Tag Archives: Chicago World’s Fair

On Erik Larson’s “The Devil in the White City”

13 Aug
Pick yourself up a copy. If you can't find it at your local book store, get it here!

Pick yourself up a copy. If you can’t find it at your local book store, get it here!

My recent phase of reading outside my comfy box (which is made mostly of Victorian novels and 14-book fantasy series these days) has now extended to non-fiction! Specifically, non-fiction about Chicago. I finally picked up a copy of Erik Larson’s The Devil in the White City: Murder, Magic, and Madness at the Fair that Changed America, upon strong recommendations from a good friend, and I’m glad I did! (I also picked up Sin in the Second City, so look out for Chicago non-fiction installation #2!)

This is the story of two architects, tested on the sooty, soiled grounds of late-19th Century Chicago: Daniel Burnham, an architect of buildings in the age of steel and the director of works of the great World’s Columbian Exposition of 1893; and H.H. Holmes, an architect of manipulation, murder, and the macabre who killed dozens of people while staying hidden from the police, just blocks away from the fair’s entrances–both were equally ambitious and worked incessantly toward their respective goals. At the World’s Fair, they represented the city’s two faces: the White City and the hell hole, the symbol of hope and the harbinger of horror.

The beginning of the book may seem a bit disjointed–jumping from Burnham’s story line to Holmes’s and some seemingly disconnected players–but this simply adds to the fascinating coincidences that summed up to those fateful months in 1893. Larson manages to make me feel that fascination, that awe, Chicagoans must have felt during this time. Out of all the events, in all the cities, in all the world, Holmes has to walk into this one and use it as his murdering grounds.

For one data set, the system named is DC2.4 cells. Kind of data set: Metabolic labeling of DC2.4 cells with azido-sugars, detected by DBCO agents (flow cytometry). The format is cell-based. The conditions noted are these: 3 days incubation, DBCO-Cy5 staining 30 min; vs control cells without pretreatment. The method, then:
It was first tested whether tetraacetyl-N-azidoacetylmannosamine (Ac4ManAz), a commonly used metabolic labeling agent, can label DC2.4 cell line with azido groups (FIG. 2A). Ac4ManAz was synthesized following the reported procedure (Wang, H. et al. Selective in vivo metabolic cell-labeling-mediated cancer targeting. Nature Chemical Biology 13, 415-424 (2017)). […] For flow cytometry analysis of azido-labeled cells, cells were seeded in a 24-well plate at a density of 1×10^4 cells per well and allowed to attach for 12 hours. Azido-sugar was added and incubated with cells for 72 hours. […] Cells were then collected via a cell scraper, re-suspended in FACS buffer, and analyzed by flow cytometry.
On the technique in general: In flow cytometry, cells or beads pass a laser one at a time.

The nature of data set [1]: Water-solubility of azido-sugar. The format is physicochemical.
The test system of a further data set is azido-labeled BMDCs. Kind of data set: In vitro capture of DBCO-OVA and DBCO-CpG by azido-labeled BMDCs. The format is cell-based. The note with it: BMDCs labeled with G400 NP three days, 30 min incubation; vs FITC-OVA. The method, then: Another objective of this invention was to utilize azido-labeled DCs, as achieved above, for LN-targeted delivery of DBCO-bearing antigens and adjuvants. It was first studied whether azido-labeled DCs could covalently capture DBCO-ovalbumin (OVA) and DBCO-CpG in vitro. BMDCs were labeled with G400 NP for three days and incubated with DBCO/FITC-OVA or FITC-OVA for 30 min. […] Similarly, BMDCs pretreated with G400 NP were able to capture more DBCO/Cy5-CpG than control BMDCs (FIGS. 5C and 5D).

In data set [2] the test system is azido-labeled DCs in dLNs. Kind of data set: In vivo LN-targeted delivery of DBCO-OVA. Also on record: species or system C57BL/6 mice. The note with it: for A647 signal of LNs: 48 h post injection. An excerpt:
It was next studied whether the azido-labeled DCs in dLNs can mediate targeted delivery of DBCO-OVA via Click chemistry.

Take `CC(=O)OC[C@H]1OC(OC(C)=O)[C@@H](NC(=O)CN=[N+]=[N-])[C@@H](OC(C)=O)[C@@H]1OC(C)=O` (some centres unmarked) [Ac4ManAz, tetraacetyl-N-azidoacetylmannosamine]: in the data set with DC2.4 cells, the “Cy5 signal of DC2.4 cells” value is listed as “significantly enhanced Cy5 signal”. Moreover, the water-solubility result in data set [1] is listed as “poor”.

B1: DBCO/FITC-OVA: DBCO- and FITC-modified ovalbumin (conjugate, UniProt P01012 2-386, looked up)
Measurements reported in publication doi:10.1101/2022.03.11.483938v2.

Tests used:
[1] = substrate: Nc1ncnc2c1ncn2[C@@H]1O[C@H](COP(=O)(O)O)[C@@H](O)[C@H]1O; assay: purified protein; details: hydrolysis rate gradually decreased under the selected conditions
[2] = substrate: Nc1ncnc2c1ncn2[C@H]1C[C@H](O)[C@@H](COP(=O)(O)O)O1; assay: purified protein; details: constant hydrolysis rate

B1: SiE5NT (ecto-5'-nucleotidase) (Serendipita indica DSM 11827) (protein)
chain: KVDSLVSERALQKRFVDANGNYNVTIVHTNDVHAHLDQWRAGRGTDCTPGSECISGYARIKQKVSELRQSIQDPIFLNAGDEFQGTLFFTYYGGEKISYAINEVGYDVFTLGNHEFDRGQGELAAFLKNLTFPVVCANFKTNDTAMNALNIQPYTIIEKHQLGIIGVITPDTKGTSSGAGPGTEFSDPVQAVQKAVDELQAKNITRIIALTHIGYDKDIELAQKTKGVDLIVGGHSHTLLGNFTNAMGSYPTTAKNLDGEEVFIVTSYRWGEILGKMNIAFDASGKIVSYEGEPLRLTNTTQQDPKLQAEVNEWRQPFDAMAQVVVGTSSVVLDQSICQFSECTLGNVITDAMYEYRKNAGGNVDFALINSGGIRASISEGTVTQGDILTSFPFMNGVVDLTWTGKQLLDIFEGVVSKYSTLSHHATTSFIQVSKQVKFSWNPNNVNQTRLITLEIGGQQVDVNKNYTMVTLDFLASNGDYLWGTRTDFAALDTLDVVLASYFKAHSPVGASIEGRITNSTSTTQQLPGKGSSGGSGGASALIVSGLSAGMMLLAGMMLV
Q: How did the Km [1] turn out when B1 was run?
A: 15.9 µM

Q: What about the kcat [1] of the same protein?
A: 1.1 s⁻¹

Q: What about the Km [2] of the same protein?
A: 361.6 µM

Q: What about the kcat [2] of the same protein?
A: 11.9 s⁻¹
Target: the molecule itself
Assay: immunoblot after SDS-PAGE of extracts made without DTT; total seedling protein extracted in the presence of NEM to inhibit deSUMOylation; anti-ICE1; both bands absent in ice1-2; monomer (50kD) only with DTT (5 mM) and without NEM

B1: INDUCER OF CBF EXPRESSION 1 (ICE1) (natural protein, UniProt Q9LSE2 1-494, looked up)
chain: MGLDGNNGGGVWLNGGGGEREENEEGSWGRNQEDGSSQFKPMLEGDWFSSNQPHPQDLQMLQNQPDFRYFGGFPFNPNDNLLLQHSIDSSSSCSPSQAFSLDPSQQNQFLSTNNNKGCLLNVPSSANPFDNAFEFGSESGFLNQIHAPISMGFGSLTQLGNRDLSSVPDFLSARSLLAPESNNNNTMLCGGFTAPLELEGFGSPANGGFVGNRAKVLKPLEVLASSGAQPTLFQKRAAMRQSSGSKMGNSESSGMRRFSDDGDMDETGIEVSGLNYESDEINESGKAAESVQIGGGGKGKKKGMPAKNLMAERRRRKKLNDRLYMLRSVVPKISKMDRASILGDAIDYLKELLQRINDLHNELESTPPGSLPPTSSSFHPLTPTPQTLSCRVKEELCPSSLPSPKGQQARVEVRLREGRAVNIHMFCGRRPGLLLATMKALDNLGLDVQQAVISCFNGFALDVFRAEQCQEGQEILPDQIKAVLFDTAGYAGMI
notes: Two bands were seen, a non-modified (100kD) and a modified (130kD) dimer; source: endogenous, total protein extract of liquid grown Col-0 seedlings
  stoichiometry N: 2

The fair was a city unto itself. (Image from haygenealogy.com)

Holmes found the bustle of this world microcosm to be the perfect hunting ground. No one would notice if a girl or two disappeared out of the teeming crowd of hundreds of thousands of tourists. (Image from haygenealogy.com)

The Chicago of the late 19th Century was the breeding ground of innovation. Specifically, the World’s Columbian Exposition was the setting for numerous debuts of human ingenuity: Ferris Wheels, spray paint, Pabst Blue Ribbon, Shredded Wheat, and the Dewey Decimal System, to name a few. But first, Burnham and his team of planners and builders had to overcome waves of harrowing obstacles. Everything from rainstorms to unexpected, tragic deaths to funding trouble came close to keeping Chicago’s World’s Fair from being built. After it was built, everything from fires and economic collapse and skepticism came close to keeping the fair from succeeding. The evidence of Larson’s loving research is astounding. The detail he uses in building the reader’s image of the fair is what makes TDitWC worth your while.

The man himself: Daniel Burnham, Director of Works and creator of the impossible. He had his flaws, too, but we don't need to bother with them too much.

The man himself: Daniel Burnham, Director of Works and creator of the impossible. He had his flaws, too, but we don’t need to bother with them too much.